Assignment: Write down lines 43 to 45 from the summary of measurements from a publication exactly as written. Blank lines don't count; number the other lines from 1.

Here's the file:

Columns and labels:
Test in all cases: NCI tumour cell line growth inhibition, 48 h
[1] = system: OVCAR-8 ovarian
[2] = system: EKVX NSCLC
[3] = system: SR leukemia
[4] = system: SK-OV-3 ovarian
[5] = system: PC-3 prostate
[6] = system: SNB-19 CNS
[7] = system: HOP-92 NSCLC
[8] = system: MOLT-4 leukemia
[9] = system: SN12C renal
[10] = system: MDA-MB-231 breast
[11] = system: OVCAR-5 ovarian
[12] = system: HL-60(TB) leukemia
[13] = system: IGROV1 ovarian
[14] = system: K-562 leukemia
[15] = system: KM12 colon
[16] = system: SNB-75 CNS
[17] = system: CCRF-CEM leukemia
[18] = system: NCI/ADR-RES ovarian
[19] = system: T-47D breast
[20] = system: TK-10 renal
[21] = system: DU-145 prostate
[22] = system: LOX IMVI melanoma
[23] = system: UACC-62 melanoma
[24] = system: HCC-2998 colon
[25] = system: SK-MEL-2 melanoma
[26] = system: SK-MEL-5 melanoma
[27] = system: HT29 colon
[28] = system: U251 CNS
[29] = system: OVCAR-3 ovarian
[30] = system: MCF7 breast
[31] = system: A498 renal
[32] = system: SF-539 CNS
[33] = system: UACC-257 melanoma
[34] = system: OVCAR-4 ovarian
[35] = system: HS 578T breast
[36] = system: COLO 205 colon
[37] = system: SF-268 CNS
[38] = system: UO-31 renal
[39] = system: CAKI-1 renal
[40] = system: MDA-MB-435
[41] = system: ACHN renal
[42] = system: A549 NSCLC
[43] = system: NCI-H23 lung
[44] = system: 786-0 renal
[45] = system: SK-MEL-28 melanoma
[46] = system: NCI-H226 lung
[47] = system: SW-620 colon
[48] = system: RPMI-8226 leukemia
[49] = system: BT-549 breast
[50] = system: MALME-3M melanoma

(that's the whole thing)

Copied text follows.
[41] = system: ACHN renal
[42] = system: A549 NSCLC
[43] = system: NCI-H23 lung